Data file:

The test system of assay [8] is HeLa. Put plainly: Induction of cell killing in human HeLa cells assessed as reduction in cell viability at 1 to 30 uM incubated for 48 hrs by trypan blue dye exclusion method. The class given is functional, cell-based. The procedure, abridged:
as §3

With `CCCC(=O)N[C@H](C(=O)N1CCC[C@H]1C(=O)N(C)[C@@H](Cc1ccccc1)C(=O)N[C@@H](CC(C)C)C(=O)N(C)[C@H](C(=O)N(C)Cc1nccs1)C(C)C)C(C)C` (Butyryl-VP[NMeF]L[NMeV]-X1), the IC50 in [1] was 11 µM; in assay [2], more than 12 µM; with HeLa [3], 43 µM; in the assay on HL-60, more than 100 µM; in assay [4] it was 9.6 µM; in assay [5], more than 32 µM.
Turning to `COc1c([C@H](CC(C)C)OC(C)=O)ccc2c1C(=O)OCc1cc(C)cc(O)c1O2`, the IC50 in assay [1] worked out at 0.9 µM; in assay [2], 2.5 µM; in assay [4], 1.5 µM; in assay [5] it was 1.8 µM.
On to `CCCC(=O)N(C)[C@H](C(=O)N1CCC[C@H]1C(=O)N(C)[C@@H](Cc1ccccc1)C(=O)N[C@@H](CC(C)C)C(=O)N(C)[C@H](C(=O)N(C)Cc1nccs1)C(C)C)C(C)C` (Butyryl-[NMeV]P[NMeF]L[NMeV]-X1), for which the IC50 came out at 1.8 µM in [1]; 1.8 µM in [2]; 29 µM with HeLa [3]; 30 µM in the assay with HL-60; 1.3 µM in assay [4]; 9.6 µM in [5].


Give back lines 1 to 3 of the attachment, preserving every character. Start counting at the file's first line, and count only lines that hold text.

The test system of assay [8] is HeLa. Put plainly: Induction of cell killing in human HeLa cells assessed as reduction in cell viability at 1 to 30 uM incubated for 48 hrs by trypan blue dye exclusion method. The class given is functional, cell-based. The procedure, abridged:
as §3

With `CCCC(=O)N[C@H](C(=O)N1CCC[C@H]1C(=O)N(C)[C@@H](Cc1ccccc1)C(=O)N[C@@H](CC(C)C)C(=O)N(C)[C@H](C(=O)N(C)Cc1nccs1)C(C)C)C(C)C` (Butyryl-VP[NMeF]L[NMeV]-X1), the IC50 in [1] was 11 µM; in assay [2], more than 12 µM; with HeLa [3], 43 µM; in the assay on HL-60, more than 100 µM; in assay [4] it was 9.6 µM; in assay [5], more than 32 µM.